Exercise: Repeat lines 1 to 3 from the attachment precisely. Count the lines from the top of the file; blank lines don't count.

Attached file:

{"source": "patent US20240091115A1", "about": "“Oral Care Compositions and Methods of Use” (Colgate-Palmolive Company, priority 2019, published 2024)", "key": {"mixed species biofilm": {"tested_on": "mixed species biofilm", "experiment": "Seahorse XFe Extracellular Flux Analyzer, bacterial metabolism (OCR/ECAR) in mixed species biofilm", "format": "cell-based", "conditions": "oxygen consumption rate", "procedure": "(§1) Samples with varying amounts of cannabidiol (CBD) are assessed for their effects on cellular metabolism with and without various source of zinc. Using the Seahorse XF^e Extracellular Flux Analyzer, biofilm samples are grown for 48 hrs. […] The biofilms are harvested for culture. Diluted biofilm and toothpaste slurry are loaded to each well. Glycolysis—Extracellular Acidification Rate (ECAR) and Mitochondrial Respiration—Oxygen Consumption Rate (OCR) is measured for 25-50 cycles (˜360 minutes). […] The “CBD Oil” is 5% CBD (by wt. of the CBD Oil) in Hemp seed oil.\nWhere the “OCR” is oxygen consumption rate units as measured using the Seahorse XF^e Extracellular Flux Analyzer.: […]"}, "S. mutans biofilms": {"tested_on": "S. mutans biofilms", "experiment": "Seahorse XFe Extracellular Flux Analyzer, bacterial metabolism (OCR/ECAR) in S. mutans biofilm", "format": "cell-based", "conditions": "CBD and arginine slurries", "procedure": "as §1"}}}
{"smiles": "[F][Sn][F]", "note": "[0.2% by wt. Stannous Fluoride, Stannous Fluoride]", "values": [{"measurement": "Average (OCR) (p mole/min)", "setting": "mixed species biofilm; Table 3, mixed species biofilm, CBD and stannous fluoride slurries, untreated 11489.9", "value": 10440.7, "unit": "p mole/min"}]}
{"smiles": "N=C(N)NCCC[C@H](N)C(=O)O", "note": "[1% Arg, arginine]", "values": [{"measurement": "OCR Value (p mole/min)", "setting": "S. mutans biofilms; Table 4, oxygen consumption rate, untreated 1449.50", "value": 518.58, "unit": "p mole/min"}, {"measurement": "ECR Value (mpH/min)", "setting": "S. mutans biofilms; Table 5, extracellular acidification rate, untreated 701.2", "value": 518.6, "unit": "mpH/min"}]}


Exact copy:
{"source": "patent US20240091115A1", "about": "“Oral Care Compositions and Methods of Use” (Colgate-Palmolive Company, priority 2019, published 2024)", "key": {"mixed species biofilm": {"tested_on": "mixed species biofilm", "experiment": "Seahorse XFe Extracellular Flux Analyzer, bacterial metabolism (OCR/ECAR) in mixed species biofilm", "format": "cell-based", "conditions": "oxygen consumption rate", "procedure": "(§1) Samples with varying amounts of cannabidiol (CBD) are assessed for their effects on cellular metabolism with and without various source of zinc. Using the Seahorse XF^e Extracellular Flux Analyzer, biofilm samples are grown for 48 hrs. […] The biofilms are harvested for culture. Diluted biofilm and toothpaste slurry are loaded to each well. Glycolysis—Extracellular Acidification Rate (ECAR) and Mitochondrial Respiration—Oxygen Consumption Rate (OCR) is measured for 25-50 cycles (˜360 minutes). […] The “CBD Oil” is 5% CBD (by wt. of the CBD Oil) in Hemp seed oil.\nWhere the “OCR” is oxygen consumption rate units as measured using the Seahorse XF^e Extracellular Flux Analyzer.: […]"}, "S. mutans biofilms": {"tested_on": "S. mutans biofilms", "experiment": "Seahorse XFe Extracellular Flux Analyzer, bacterial metabolism (OCR/ECAR) in S. mutans biofilm", "format": "cell-based", "conditions": "CBD and arginine slurries", "procedure": "as §1"}}}
{"smiles": "[F][Sn][F]", "note": "[0.2% by wt. Stannous Fluoride, Stannous Fluoride]", "values": [{"measurement": "Average (OCR) (p mole/min)", "setting": "mixed species biofilm; Table 3, mixed species biofilm, CBD and stannous fluoride slurries, untreated 11489.9", "value": 10440.7, "unit": "p mole/min"}]}
{"smiles": "N=C(N)NCCC[C@H](N)C(=O)O", "note": "[1% Arg, arginine]", "values": [{"measurement": "OCR Value (p mole/min)", "setting": "S. mutans biofilms; Table 4, oxygen consumption rate, untreated 1449.50", "value": 518.58, "unit": "p mole/min"}, {"measurement": "ECR Value (mpH/min)", "setting": "S. mutans biofilms; Table 5, extracellular acidification rate, untreated 701.2", "value": 518.6, "unit": "mpH/min"}]}